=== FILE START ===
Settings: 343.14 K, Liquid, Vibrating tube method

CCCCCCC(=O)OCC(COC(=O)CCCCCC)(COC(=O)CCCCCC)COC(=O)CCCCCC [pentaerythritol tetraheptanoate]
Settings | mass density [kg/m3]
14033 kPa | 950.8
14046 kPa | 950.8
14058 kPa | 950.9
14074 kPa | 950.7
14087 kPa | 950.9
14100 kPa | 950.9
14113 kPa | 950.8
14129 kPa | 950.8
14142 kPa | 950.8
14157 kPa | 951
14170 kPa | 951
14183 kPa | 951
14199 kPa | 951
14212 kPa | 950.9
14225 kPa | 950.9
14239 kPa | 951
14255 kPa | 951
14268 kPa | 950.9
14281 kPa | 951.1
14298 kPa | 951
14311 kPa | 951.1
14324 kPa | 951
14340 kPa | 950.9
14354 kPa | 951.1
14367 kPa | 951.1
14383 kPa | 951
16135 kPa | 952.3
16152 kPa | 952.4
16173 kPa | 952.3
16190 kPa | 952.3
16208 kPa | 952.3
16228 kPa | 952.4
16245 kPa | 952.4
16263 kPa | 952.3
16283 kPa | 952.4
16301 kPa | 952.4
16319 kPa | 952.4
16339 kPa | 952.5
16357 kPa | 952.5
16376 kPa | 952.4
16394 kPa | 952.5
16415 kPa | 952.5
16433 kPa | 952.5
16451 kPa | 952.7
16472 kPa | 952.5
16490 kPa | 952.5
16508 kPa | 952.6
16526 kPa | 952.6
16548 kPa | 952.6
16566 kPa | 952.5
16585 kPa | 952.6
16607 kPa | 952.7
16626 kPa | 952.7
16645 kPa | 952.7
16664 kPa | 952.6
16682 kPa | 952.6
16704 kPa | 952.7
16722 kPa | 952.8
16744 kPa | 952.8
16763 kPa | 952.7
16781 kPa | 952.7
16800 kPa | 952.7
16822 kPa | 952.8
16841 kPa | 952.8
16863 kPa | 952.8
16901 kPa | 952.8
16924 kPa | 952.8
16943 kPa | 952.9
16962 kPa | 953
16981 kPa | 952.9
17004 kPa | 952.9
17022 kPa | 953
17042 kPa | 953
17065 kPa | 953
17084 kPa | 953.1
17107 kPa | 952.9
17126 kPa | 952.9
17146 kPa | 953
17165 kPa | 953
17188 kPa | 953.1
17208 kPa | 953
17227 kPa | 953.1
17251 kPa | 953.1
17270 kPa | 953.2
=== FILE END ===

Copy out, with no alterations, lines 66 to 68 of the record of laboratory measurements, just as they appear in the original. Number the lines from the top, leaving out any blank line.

16822 kPa | 952.8
16841 kPa | 952.8
16863 kPa | 952.8